The COVID-19 pandemic has forced industries to re-evaluate and transform their purpose. Canada and the world need a resilient and future-ready workforce to help drive our economic recovery.

During the University’s first virtual Waterloo Innovation Summit, industry leaders explored how attracting and retaining highly-skilled talent has quickly become a top priority across organizations in all sectors.

“Waterloo is on the leading edge of developing career-ready, talented graduates — the next generation of driven, ambitious and inquisitive employees,” Charmaine Dean said, vice-president of research and international at the University of Waterloo. “They will make up the resilient and adaptable workforce that is really needed in this era of accelerated change.”

Here are three insights from the Summit on how future talent and the digital revolution will accelerate global change as we look to reset, rebuild and rebound in a post-COVID world.

Breaking down barriers

“We are in the most transformative economic moment since World War II,” began Randall Lane, chief content officer and editor at Forbes Magazine and keynote speaker at the Waterloo Innovation Summit. “[Virtual] gatherings like this have never been more essential.”

Adopting words from Niccolo Machiavelli, Winston Churchill and Rahm Emanuel, Lane encouraged listeners to “never waste a good crisis,” emphasizing the importance of tapping into today’s technology and talent to break down previous workplace barriers.

“What excites me is that people can now be pretty much anywhere they want,” Lane said. “We’ve made many hires in the past few months, almost none of them have been in New York because we’re realizing it’s not as necessary to be at the home [head] office. And so what that does is actually takes the pressure off any region to have to hone only its business ecosystem … it really makes it holistic, where if it’s a place where people want to live, it’s [also] now a place that people can work.”

Anticipating this shift in the workplace, Forbes created a list outlining five major trends that are resurfacing during these constantly changing times:

  1. Treat workers with respect and pay fairly
  2. Have a clear purpose
  3. Talent starts with education 
  4. Unlock talent with fairness to create opportunities for all
  5. Collaboration is key

Increasingly, we’re seeing that being good to people is good for business, Lane said, reiterating how the future of talent is becoming a top priority for organizations in all sectors. Lane also acknowledged the critical role universities play in preparing students to adopt new trends and digital skills that employers will need to succeed in different industries.

Tech is a constant and a commodity, while people are the value-added

The rate at which organizations have adopted digital technologies is accelerating dramatically. From spikes in e-commerce to adoption of new digital applications that make working remotely happen — companies have redefined their objectives and adapted.

“The longer we are in this state of working remote … the more it shows that we as a society can be economically productive in this world, the more permanent this is ultimately going to be,” Michael Litt (BASc ’11), co-founder and CEO of Vidyard, said.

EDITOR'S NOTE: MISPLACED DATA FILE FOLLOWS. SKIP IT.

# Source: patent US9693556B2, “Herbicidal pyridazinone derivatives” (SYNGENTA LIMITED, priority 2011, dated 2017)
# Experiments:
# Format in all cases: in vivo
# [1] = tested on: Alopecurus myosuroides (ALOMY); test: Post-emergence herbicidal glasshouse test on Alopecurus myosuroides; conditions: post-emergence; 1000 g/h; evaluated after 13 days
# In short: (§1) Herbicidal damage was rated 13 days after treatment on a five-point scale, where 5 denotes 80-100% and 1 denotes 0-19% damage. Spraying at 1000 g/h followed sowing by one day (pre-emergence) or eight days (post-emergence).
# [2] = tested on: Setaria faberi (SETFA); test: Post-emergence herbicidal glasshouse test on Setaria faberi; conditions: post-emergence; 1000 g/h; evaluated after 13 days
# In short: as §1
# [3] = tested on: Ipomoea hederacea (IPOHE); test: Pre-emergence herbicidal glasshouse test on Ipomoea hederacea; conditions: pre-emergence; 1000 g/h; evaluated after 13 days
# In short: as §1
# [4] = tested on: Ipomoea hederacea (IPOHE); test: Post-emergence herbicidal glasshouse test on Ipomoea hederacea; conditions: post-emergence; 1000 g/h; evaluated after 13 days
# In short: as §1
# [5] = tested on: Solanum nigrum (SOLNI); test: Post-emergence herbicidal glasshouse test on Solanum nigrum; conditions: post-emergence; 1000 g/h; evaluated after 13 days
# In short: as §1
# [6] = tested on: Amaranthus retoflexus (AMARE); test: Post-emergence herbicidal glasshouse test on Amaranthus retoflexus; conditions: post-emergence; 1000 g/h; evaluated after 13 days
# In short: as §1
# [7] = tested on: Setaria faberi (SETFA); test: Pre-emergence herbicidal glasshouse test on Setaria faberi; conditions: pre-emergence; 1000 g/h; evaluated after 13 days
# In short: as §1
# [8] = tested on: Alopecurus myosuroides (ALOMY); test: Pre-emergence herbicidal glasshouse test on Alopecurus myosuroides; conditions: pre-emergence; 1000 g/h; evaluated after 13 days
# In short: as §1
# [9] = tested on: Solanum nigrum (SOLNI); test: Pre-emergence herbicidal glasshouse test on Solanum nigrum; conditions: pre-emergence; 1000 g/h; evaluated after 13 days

Looking at the future of work, Litt applauded organizations like Waterloo, that hav embraced digital communication practices to keep employees connected.

“If you don’t use video during a Zoom call or you’re not using Slack’s calling feature, or you’re not using asynchronous communications, ultimately, you’re not able to be productive. And frankly, as a business owner, the impact to [operation expenditures] is phenomenal.”

The future of talent in the era of the digital explosion

As the world continues to break down geographical barriers with borderless, digital solutions, increased opportunities to recruit top talent are bound to follow.

Norah McRae, associate provost, co-operative and experiential education, pointed to Waterloo’s ahead-of-the-curve approach equipping current students with future skills leading to global solutions. Having seen 21,000 students in paid work terms in 62 countries last year, McRae noted that Waterloo is dismantling previous geographic hurdles.

“We hosted over a million interviews and applications last year, and lots and lots of in-person interviews — those all went virtual over the course of a weekend. All employers became very comfortable interviewing students in a virtual environment,” McRae said. “I think this will continue to open up our reach so that our talent can get to where the talent needs are global.”

Martin Basiri (MASc ’13), co-founder and CEO of Applyboard, found the workplace shift to be a harmonious time, he was fascinated by how capable humans are at helping each other in the face of a global pandemic. It’s these soft skills, he says, that will build the future, empathetic workplaces that the world needs.

“What COVID brought for our company is how important soft skills are for the employees of tomorrow, for the workforce of tomorrow,” Basiri said. “The very thing that we should as a society work more on is self-managing and even looking at financial literacy that yes, may not affect the inside workings of the company, but [will help an] employee’s life when the hard things happen.”

The next Waterloo Innovation Summit is scheduled for August 19, where industry leaders will discuss how innovation and entrepreneurship are driving the future economy of Canada.